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Plastic surgeon, Dr. James C. Marotta has repeatedly heard patients, particularly women, express shame and guilt about wanting to change their appearance. They second-guess themselves and worry about seeming superficial or vain. Listen in as he explains why you should never feel bad about wanting to look how you choose.
Dr. James C. Marotta is a dual board certified facial plastic surgeon. He attended Columbia University and later graduated as president of the medical honor society at SUNY Stony Brook School of Medicine. He trained at Yale University in head and neck surgery and was recognized as the top surgeon in the program.
Through his fellowship with the American Academy of Facial Plastic and Reconstructive Surgery, Marotta volunteers his time and surgical expertise to FACE TO FACE, helping victims of domestic violence with facial injuries and to F2F FACES OF HONOR, helping veterans who had face or neck injuries while deployed overseas. He’s the author of “You’re Not a Vanity Purchase: Why You Shouldn’t Feel Bad About Looking Good.” Learn more at www.MarottaMD.com.
Gabe Howard is an award-winning writer and speaker who lives with bipolar disorder. He is the author of the popular book, “Mental Illness is an Asshole and other Observations,” available from Amazon; signed copies are also available directly from the author.
To learn more about Gabe, please visit his website, gabehoward.com.
Producer’s Note: Please be mindful that this transcript has been computer generated and therefore may contain inaccuracies and grammar errors. Thank you.
Announcer: You’re listening to Inside Mental Health: A Psych Central Podcast where experts share experiences and the latest thinking on mental health and psychology. Here’s your host, Gabe Howard.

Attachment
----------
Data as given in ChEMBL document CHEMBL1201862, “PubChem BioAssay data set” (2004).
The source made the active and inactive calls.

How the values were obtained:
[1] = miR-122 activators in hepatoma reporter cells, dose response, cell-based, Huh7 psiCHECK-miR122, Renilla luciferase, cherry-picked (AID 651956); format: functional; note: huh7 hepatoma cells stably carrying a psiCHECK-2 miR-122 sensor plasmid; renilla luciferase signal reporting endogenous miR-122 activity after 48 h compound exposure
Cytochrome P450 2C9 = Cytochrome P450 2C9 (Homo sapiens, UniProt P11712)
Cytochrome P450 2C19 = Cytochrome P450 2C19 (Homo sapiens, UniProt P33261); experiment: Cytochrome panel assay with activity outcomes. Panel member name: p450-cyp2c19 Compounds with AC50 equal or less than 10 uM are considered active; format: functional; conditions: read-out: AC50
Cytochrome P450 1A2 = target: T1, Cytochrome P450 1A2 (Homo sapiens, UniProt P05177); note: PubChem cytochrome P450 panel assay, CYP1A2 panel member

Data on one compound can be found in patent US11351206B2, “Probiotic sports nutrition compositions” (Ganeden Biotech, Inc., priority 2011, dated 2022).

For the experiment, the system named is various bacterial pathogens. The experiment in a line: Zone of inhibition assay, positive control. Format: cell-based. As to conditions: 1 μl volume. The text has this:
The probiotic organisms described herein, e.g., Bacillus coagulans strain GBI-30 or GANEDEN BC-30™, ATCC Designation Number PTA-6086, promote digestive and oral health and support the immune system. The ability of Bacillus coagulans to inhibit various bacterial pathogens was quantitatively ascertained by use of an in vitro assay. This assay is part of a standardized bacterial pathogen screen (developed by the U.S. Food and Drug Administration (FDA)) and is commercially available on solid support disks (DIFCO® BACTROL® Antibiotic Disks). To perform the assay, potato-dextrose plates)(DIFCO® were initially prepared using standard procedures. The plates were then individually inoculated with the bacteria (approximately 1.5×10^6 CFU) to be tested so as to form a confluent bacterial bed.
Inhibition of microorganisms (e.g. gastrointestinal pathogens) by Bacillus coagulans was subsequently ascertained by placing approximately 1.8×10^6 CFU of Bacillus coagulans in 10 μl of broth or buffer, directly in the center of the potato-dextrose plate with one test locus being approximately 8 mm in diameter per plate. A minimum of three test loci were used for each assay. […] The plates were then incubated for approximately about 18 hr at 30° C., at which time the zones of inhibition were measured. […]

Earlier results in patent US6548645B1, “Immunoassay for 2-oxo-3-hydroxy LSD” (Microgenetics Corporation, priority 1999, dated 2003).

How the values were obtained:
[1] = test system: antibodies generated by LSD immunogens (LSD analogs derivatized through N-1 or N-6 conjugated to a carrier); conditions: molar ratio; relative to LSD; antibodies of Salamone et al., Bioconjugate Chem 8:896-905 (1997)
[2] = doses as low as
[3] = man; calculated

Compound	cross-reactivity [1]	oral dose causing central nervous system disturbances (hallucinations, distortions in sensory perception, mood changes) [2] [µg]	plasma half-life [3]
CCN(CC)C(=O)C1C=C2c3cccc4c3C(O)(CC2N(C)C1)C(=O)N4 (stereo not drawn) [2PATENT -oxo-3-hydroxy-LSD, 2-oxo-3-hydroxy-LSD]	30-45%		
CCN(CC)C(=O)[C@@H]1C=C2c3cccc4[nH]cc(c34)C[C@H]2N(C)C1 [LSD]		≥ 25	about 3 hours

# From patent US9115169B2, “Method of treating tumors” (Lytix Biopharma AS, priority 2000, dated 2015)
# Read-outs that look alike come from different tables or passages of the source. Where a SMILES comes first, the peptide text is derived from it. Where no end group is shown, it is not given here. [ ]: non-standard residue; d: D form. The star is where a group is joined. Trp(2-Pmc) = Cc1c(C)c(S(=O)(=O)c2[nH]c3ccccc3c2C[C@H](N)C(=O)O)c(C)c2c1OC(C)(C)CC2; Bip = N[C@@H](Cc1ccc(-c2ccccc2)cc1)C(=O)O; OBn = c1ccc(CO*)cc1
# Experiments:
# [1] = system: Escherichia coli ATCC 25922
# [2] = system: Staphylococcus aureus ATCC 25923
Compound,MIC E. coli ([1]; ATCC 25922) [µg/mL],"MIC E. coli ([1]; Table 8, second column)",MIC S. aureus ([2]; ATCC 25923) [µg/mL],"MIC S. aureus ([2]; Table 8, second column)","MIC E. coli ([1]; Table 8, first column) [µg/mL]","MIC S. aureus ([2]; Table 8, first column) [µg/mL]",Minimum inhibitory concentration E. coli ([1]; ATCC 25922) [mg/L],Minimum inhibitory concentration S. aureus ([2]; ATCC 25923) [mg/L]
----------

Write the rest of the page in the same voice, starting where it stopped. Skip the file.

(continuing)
Gabe Howard: Welcome to this week’s episode of Inside Mental Health: A Psych Central Podcast, I’m your host, Gabe Howard, and I want to thank our sponsor, Better Help. You can get one week of free, Better Help counseling just by visiting BetterHelp.com/PsychCentral. Calling into the show today, we have Dr. James Marotta. Dr. Marotta is a dual board certified facial plastic surgeon. He trained at Yale University in head and neck surgery and was recognized as the top surgeon in the program. He is the author of “You’re Not a Vanity Purchase: Why You Shouldn’t Feel Bad About Looking Good.” Dr. Marotta, welcome to the show.
Dr. James C. Marotta: Thank you so much for having me. I appreciate it, Gabe.
Gabe Howard: I don’t want our listeners to think that they tuned into the wrong podcast. This is still Inside Mental Health, where we explore all things mental health, mental illness and psychology. Now, while some folks might not think that there is a connection between mental health, psychology and plastic surgery, today’s guest assures us that there is. Dr. Marotta, can you elaborate?
Dr. James C. Marotta: My book addresses really the psychological issues around plastic surgery that people struggle with. The guilt, negativity, the naysayers, discussions with friends and family about choosing to have plastic surgery. The public perception of plastic surgery is being overly negative and guilt ridden and it addresses a lot of the psychological issues that patients struggle with in and around their procedures.
Gabe Howard: You talk a lot about the importance of reckoning with the guilt of plastic surgery. How do you guide your patients through those guilty feelings?